I am currently on a business trip to Japan and following in the footsteps of the European Patent Office (EPO), who held a seminar on patenting Information and Computing Technologies in Tokyo last week. Many of the people I have met in Japan have asked about the European patent process and a number of my UK-based clients regularly ask me about the Japanese patent system, so it is worth comparing and contrasting the EPO and Japanese Patent Office (JPO), which are two of the biggest patent offices in the world.
In fact, the JPO receives around twice the number of patent applications per year as the EPO, although the number of patent applications filed at the JPO seems to be steady or slightly declining each year, whilst the number filed at the EPO appears to be slightly rising. In contrast, the number of patents granted by the JPO looks to be fairly stable, but the number granted by the EPO is rising at a significant rate (though after many years in which the rate has not really increased).
These differences may have some straightforward reasons. Japan of course has a very large and significant economy, with patent applications being filed by local companies as well as by foreign companies doing business in Japan or competing with Japanese-based firms. Although Europe's economy is more integrated than ever before, it is still spread across many countries and, at least until the advent of the European Unitary Patent, European Patents can be costly. There are also differences in the way that the JPO and EPO approach patent applications for business methods and public disclosures of the invention before a patent application was filed. In both cases, Japanese law is generally considered less demanding than the approach taken in Europe.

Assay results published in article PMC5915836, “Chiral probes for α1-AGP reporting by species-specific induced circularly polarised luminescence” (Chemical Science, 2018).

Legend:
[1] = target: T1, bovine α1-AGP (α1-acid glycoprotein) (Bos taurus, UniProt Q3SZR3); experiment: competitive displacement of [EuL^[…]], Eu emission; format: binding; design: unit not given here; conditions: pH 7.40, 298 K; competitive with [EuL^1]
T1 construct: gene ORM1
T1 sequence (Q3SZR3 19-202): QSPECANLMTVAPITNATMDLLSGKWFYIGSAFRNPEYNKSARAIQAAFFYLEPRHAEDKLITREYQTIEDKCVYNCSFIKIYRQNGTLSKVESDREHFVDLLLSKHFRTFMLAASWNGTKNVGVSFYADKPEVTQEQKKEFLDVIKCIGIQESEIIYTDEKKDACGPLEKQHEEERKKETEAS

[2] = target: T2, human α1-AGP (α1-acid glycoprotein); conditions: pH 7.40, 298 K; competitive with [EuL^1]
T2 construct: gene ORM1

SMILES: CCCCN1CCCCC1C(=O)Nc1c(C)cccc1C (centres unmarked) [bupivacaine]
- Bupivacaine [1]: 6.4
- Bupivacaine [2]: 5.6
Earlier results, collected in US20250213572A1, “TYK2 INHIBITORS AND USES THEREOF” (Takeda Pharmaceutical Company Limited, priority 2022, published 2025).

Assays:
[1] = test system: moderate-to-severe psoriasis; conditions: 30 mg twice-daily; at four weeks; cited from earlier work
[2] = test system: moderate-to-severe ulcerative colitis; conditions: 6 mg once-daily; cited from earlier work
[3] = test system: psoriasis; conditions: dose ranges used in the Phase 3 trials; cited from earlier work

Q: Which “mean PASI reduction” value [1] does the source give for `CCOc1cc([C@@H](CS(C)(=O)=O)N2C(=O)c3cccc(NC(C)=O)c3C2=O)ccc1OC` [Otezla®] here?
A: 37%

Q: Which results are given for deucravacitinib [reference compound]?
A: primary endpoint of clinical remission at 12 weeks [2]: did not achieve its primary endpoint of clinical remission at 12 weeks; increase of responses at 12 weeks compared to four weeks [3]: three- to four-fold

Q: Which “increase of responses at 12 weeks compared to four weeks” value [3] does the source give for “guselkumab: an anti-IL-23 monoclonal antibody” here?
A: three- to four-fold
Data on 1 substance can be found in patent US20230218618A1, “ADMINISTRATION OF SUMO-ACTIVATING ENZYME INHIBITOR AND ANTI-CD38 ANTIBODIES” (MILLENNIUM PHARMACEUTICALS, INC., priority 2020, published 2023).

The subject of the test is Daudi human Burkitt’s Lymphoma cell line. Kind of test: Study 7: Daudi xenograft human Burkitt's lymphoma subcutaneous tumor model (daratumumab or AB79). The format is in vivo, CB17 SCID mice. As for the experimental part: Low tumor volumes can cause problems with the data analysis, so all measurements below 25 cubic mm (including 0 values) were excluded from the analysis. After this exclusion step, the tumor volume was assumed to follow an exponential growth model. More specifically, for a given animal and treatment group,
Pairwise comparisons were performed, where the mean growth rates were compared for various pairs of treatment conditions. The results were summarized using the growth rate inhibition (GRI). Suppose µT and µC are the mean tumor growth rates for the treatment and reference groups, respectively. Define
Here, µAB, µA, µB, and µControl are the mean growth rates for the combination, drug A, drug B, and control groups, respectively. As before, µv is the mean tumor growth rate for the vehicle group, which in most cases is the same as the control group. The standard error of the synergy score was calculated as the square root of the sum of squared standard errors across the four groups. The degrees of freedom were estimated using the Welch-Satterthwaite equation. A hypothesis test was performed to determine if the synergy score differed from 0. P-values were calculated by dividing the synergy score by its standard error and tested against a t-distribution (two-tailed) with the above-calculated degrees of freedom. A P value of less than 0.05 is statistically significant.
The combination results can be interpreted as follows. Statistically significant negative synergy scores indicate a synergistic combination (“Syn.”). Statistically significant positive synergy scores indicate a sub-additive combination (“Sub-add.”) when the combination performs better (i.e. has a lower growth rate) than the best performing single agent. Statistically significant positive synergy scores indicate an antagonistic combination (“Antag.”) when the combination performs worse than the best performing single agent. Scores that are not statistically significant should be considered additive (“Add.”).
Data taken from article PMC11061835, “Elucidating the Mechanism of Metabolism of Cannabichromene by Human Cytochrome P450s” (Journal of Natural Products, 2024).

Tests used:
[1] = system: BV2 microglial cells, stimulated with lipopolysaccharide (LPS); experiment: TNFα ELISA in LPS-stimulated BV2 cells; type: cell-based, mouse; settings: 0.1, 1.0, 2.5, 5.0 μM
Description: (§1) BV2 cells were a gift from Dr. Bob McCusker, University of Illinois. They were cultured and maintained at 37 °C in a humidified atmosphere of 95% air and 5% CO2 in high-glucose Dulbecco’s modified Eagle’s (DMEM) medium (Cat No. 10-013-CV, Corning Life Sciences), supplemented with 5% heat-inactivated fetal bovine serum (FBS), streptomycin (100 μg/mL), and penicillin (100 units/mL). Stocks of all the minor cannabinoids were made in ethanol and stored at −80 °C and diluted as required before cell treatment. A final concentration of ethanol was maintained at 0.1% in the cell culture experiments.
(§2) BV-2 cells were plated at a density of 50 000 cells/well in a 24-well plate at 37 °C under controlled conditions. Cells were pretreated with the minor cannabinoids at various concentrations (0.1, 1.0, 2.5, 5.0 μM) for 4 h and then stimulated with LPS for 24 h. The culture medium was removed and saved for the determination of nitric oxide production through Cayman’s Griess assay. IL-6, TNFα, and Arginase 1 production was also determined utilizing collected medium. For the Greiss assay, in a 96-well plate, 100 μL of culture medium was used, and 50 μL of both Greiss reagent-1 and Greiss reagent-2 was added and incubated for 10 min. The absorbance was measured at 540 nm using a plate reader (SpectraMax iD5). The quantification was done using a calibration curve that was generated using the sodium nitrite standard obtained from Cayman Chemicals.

There are also signs of convergence between the EPO and JPO. Like the EPO, the JPO can be quite strict in their examination of inventive step. Also, the JPO procedure has become fairly streamlined, which the EPO increasingly appears to be emulating (and this may be part of the reason for the larger number of granted patents in recent years). The EPO and JPO are increasingly working more closely to avoid duplicating work (especially through the IP5 initiative), so more convergence is likely. For now though, British and European companies wishing to obtain patents in Japan should bear in mind that the process can be quite different from other countries and expert guidance is essential.
What is the importance for Japanese industry to protect its inventions in Europe? What are the opportunities and challenges Japanese practitioners can encounter? What are the main differences between Japanese and European practice in filing and prosecuting patent applications in the field of Information and Communication Technologies (ICT)?